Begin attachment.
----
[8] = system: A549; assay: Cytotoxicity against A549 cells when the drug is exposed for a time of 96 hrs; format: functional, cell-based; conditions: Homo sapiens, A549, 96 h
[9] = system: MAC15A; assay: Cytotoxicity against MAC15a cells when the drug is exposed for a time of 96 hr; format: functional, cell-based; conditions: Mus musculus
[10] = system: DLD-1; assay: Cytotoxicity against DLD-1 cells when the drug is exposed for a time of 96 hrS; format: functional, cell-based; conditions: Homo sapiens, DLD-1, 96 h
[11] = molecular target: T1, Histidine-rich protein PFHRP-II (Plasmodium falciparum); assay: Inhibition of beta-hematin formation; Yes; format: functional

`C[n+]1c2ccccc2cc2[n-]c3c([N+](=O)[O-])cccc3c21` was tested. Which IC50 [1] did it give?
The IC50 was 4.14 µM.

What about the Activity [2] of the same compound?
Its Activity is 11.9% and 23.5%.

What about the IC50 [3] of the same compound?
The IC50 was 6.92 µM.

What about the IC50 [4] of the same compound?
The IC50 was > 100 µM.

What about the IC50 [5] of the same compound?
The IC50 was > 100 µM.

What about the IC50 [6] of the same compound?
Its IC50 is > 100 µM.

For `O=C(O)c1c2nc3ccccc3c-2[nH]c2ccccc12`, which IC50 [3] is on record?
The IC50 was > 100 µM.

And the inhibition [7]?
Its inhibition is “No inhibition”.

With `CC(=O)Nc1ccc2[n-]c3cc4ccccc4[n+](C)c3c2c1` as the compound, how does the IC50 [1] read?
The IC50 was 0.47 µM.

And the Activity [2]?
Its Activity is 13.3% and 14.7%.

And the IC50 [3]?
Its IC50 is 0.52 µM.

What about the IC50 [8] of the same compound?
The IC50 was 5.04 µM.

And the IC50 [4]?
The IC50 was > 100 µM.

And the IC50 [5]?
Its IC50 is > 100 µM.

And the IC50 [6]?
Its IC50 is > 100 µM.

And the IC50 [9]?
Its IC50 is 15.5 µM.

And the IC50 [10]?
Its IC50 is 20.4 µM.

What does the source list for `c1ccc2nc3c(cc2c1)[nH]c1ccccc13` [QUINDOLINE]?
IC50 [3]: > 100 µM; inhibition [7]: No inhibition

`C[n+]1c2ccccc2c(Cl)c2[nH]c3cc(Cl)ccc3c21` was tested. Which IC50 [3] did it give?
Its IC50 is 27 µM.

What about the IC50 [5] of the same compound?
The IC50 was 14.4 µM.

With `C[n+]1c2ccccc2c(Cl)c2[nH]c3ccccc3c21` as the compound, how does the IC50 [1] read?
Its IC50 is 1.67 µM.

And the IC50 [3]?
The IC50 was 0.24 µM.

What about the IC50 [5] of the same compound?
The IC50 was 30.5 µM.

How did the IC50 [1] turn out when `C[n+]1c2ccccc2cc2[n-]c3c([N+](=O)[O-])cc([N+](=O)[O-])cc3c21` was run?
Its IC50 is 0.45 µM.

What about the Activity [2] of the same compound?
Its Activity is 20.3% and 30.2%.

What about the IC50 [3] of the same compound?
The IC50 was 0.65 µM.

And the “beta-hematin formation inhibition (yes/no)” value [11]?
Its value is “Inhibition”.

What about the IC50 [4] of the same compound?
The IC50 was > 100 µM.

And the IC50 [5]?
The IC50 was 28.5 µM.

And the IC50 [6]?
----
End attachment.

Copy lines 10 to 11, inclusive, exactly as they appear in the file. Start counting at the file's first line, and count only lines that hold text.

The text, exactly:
The IC50 was 6.92 µM.

What about the IC50 [4] of the same compound?